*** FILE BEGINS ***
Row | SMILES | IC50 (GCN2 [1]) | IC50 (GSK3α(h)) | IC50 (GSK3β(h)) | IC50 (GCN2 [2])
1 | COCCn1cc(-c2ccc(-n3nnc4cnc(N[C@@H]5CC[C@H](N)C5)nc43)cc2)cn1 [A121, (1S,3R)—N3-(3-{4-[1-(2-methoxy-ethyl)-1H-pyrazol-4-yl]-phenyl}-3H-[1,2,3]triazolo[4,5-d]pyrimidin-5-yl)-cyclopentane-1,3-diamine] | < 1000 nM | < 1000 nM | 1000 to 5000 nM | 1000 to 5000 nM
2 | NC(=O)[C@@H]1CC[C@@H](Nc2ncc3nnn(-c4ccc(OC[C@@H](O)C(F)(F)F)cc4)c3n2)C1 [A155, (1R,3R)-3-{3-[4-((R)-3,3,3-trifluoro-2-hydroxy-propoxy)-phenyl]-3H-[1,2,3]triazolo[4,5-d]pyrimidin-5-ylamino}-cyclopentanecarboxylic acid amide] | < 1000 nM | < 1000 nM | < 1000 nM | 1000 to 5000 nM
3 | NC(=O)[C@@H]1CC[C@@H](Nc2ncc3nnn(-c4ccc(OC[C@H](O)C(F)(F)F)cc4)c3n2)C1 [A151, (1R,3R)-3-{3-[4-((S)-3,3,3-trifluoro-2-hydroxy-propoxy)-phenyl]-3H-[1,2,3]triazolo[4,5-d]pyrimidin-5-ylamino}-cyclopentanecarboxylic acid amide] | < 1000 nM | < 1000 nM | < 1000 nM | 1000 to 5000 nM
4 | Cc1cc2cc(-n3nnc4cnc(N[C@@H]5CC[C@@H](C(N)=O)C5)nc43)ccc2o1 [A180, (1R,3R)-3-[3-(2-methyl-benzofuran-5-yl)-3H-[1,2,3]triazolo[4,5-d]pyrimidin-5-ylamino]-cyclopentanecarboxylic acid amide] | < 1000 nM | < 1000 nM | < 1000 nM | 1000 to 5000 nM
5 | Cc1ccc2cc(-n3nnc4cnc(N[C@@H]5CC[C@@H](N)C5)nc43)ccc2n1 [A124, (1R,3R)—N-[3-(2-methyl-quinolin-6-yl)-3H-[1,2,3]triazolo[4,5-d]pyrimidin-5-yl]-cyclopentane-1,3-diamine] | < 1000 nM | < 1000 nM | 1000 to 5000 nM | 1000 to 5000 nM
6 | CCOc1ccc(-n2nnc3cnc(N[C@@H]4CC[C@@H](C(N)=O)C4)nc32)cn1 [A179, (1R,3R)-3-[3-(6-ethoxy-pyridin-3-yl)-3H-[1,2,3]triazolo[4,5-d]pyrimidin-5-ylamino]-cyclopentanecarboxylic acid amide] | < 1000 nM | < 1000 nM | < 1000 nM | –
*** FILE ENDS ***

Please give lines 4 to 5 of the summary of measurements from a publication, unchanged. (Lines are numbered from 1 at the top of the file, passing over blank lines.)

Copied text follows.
3 | NC(=O)[C@@H]1CC[C@@H](Nc2ncc3nnn(-c4ccc(OC[C@H](O)C(F)(F)F)cc4)c3n2)C1 [A151, (1R,3R)-3-{3-[4-((S)-3,3,3-trifluoro-2-hydroxy-propoxy)-phenyl]-3H-[1,2,3]triazolo[4,5-d]pyrimidin-5-ylamino}-cyclopentanecarboxylic acid amide] | < 1000 nM | < 1000 nM | < 1000 nM | 1000 to 5000 nM
4 | Cc1cc2cc(-n3nnc4cnc(N[C@@H]5CC[C@@H](C(N)=O)C5)nc43)ccc2o1 [A180, (1R,3R)-3-[3-(2-methyl-benzofuran-5-yl)-3H-[1,2,3]triazolo[4,5-d]pyrimidin-5-ylamino]-cyclopentanecarboxylic acid amide] | < 1000 nM | < 1000 nM | < 1000 nM | 1000 to 5000 nM